Tiger Woods admitted that fatigue played a role in his 0-4 record during the United States’ loss to Europe in last month’s Ryder Cup.
Woods, 42, was coming off his first victory in five years at the Tour Championship just five days before the start of the team event in Paris. That had completed a stretch of four grueling playoff events in a five-week stretch, which came just weeks after the 100th PGA Championship.
Woods admitted that his body simply was not conditioned for that much golf after recovering from a fourth back procedure in 2017.
“It was just a cumulative effect of the entire season,” Woods said during a Q&A at his annual Tiger Woods Invitational at Pebble Beach on Tuesday, per the Golf Channel. “I was tired because I hadn’t trained for it. I hadn’t trained this entire comeback to play this much golf and on top of that deal with the heat and the fatigue and the loss of weight.”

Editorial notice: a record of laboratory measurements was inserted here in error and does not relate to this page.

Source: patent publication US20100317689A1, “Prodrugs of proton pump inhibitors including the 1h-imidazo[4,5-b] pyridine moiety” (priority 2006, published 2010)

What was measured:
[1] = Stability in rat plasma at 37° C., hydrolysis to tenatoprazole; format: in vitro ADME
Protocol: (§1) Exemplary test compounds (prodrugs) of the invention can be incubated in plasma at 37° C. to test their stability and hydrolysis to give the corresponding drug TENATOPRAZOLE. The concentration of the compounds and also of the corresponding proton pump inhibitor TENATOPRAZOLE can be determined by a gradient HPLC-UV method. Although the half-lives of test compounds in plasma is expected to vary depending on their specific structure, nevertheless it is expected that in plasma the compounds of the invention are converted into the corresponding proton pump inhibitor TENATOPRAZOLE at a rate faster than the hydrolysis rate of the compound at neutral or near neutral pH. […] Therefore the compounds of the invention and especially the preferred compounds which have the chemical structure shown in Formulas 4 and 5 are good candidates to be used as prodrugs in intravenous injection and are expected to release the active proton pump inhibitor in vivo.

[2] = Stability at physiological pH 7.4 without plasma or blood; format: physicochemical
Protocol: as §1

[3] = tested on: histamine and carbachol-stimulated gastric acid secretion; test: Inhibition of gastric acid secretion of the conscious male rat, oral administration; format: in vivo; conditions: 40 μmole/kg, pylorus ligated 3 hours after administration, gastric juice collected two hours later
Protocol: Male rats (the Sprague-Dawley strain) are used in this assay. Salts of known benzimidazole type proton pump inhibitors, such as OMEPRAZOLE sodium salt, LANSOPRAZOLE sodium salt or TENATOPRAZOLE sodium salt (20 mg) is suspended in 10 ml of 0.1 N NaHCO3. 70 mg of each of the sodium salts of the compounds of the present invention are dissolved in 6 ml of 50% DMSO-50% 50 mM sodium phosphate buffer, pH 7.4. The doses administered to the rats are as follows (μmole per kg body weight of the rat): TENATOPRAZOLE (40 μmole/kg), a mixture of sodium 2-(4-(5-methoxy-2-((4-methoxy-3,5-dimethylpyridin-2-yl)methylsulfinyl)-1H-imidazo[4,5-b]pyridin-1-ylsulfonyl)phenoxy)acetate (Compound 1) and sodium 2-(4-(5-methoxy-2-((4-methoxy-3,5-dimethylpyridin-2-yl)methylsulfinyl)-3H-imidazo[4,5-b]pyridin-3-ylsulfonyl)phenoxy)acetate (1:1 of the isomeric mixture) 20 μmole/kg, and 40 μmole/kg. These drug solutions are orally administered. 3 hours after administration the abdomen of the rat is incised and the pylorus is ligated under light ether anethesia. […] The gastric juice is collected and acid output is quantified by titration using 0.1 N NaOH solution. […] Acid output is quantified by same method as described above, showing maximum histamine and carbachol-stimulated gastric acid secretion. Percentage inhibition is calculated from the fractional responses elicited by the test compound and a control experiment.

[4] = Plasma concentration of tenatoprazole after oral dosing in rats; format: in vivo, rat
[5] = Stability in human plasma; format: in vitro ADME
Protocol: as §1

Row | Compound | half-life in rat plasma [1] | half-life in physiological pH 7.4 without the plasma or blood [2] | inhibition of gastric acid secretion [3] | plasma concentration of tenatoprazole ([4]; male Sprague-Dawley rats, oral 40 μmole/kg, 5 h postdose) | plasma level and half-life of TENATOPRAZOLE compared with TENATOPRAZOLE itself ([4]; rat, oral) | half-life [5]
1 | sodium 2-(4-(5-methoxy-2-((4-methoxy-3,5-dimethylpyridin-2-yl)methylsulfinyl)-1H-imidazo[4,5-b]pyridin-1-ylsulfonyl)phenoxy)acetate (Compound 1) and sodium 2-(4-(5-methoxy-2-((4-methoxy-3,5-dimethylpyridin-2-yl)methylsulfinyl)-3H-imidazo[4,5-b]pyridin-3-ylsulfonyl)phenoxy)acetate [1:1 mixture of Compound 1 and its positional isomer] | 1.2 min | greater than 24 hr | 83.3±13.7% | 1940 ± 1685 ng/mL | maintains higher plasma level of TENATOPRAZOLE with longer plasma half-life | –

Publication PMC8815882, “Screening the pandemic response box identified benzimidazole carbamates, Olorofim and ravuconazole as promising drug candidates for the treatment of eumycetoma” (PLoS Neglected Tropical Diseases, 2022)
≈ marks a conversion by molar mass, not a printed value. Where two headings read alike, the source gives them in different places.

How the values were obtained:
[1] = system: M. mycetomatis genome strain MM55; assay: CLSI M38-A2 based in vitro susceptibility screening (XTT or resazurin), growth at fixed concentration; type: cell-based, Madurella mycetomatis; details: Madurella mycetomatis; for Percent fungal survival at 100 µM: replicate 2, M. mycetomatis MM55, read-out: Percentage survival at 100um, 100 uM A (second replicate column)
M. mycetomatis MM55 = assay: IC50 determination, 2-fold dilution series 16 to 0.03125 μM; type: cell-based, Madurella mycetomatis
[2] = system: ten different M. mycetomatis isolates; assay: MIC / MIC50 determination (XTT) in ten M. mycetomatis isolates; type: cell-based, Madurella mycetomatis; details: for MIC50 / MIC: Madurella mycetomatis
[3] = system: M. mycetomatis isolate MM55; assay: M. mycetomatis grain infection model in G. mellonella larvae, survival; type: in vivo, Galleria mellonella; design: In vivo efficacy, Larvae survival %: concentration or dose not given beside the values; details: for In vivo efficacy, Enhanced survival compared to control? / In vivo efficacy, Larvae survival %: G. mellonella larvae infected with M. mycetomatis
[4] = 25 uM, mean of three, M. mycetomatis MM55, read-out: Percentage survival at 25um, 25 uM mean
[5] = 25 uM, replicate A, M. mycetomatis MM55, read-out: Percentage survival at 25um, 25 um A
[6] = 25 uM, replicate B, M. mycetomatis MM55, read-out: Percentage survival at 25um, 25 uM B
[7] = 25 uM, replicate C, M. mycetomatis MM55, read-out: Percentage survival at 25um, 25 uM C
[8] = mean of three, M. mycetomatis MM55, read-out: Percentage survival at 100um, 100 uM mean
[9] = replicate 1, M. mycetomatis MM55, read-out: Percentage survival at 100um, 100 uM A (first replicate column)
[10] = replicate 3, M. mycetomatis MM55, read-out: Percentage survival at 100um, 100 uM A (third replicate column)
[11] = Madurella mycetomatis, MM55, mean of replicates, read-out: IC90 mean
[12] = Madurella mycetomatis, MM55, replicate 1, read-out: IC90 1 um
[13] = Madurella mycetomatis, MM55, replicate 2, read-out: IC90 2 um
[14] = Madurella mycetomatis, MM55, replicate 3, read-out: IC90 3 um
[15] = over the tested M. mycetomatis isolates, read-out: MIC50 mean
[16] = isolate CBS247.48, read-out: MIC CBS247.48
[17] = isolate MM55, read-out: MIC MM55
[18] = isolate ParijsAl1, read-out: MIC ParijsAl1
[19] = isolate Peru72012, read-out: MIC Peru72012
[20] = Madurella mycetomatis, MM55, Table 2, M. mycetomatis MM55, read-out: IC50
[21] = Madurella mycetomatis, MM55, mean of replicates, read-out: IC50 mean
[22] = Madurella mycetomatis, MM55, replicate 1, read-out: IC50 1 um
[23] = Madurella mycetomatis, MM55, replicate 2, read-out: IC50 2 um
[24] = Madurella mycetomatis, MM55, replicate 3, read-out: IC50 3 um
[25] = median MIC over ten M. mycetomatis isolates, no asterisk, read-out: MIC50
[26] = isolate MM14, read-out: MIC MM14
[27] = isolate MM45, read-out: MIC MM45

Woods lost all three of his group sessions and then dropped his singles match against Spain’s Jon Rahm.
Plotting Future Schedule
Outside of the pay-per-view “The Match” against Phil Mickelson on Thanksgiving weekend and his Hero World Challenge in the Bahamas in December, Woods said he is still mapping out his future schedule.
“I’m still figuring that out,” Woods said. “Flying out here yesterday trying to look at the schedule, it’s the first time I’ve taken a look at it. I’ve been so focused on getting through the playoffs and the Ryder Cup that I just took a look at the schedule and saw how packed it is.”
Woods added that his 80th career victory was still sinking in, and that he’s already looking forward to next year’s Masters. There’s also next year’s Presidents Cup, where he hopes to be a playing captain.
“God I hope so,” said Woods, per Golf Digest. “I really hope to be a playing captain, I really do.”
–Field Level Media